Australian Sea Snake envenoming: what you need to know


Australian Sea Snake envenoming: what you need to know

Sea snakes are mainly found in the tropical areas of the Pacific Ocean and the Indian Ocean. They live both near the coast and in the open sea, but prefer the first habitat, which is richer in their prey, fish. Coral formations in particular, where many fish are found, are their favorite habitat.

Unlike fish, sea snakes don't have gills, so they have to periodically surface to breathe. Most species give birth live, near the coast; young are active soon after birth. They have an extremely potent poison, to which fish are particularly sensitive.

Their body demonstrates adaptation to the aquatic environment. The nostrils can be closed hermetically, the head is elongated and wide like the neck to cut through the water, the tail is high and narrow like a fin.

Australian Sea Snake envenoming: what you need to know

Australian Sea Snake Envenoming Causes Myotoxicity and Non-Specific Systemic Symptoms - Australian Snakebite Project, study published on the Frontiers in pharmacology, told us: "Sea snakes are venomous snakes found in the warm parts of the Indo-Pacific, including around Australia.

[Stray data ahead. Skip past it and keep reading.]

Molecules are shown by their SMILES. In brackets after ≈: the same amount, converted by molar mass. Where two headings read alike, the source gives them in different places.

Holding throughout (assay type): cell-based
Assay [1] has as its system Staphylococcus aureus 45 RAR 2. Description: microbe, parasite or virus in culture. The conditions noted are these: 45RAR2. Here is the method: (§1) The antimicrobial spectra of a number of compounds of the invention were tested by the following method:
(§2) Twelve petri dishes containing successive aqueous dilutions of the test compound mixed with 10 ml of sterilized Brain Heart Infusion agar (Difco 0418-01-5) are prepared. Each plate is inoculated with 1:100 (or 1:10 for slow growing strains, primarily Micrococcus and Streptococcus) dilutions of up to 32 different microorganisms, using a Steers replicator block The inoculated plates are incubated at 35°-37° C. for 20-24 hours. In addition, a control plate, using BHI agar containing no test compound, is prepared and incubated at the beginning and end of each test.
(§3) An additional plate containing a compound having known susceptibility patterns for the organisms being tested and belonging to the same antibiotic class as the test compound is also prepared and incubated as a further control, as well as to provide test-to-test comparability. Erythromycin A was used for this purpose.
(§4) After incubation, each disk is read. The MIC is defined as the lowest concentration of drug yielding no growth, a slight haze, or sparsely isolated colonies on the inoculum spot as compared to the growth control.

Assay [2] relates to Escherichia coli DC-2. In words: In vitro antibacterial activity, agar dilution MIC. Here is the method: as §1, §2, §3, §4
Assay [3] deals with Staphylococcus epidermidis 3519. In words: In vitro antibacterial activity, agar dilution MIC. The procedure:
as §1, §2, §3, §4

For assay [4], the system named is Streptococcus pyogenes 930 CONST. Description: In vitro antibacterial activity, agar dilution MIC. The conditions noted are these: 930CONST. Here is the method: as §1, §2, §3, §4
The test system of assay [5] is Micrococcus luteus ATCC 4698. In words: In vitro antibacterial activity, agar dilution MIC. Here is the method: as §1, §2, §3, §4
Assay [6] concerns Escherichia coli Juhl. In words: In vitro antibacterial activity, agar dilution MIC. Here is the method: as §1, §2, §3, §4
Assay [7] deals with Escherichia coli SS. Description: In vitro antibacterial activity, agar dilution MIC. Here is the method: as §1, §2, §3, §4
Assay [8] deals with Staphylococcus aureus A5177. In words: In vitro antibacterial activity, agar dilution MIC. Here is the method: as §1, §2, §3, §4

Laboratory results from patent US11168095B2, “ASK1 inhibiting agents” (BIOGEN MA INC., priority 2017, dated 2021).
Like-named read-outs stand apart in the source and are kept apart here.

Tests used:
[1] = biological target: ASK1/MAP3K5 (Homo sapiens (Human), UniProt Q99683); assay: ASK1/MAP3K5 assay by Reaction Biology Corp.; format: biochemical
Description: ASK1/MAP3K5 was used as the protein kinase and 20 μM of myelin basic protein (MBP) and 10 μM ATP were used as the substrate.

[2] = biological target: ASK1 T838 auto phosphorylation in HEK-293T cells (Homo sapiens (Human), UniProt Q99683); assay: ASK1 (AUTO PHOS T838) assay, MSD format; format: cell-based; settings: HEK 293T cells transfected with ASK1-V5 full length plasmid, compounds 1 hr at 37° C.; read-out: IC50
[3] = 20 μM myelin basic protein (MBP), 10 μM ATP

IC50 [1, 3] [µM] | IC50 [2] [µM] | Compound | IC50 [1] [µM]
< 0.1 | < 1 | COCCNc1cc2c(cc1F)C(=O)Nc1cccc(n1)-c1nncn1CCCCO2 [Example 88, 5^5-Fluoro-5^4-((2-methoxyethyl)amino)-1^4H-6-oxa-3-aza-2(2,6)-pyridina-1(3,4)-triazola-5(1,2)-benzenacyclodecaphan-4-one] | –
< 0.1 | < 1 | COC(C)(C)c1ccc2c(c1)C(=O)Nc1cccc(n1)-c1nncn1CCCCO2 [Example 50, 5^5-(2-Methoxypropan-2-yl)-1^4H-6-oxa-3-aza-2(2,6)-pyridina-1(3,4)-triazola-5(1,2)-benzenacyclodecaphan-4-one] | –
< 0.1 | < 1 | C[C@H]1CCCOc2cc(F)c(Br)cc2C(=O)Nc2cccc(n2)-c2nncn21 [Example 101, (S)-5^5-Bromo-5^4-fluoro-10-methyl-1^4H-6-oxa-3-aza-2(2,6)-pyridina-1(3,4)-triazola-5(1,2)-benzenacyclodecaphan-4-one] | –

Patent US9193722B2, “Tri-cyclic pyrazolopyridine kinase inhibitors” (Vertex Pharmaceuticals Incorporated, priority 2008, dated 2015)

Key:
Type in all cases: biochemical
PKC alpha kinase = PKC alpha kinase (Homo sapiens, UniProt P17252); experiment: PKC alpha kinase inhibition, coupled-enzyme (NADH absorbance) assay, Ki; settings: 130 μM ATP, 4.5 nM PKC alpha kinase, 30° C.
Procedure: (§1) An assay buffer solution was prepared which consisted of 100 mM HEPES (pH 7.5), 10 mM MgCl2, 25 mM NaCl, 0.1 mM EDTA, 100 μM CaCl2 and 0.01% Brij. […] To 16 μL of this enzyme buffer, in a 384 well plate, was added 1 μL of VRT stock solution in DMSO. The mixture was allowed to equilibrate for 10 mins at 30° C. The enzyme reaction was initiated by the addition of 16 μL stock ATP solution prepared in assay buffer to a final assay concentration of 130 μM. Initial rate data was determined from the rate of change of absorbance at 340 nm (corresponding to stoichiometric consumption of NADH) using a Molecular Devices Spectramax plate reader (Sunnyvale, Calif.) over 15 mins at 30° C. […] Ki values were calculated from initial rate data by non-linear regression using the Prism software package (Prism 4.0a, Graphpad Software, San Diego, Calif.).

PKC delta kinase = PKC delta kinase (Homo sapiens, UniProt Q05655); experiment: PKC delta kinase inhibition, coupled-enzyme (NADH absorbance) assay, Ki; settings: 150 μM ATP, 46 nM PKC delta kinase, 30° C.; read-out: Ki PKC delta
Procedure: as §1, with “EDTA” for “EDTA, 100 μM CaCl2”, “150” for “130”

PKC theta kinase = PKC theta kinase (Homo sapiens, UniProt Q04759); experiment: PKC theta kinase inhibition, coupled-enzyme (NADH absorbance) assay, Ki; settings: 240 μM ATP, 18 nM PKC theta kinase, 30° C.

Most sea snake envenoming causes myotoxicity, but previous Australian case reports describe neurotoxicity. We aimed to describe the epidemiology and clinical presentation of Australian sea snake envenoming and the effectiveness of antivenom.

Patients were recruited to the Australian Snakebite Project (ASP), an Australia-wide prospective observational study recruiting all patients with suspected or confirmed snakebite >2 years.Information about demographics, bite circumstances, species involved, clinical and laboratory features of envenoming, and treatment is collected and entered into a purpose-built database.R Between January 2002 and August 2020, 13 patients with suspected sea snake bite were recruited to ASP, 11 were male; median age was 30 years.

Bites occurred in Queensland and Western Australia.All patients were in or around, coastal waters at the time of bi you. The species involved was identified in two cases. Local effects occurred in 9 patients: pain, swelling, bleeding, bruising.

Envenoming occurred in eight patients and was characterized by non-specific systemic features and myotoxicity. Myotoxicity was severe and rapid in onset in these two patients. Non-specific systemic features included nausea, headache, abdominal pain, and diaphoresis.

Leukocytosis, neutrophilia, and lymphopenia occurred in both patients with myotoxicity and was evident on the first blood test. No patients developed neurotoxicity or coagulopathy. Early Seqirus antivenom therapy was associated with a lower peak creatine kinase.

While relatively rare, sea snake envenoming is associated with significant morbidity and risk of mortality. Early antivenom appears to have a role in preventing severe myotoxicity and should be a goal of therapy."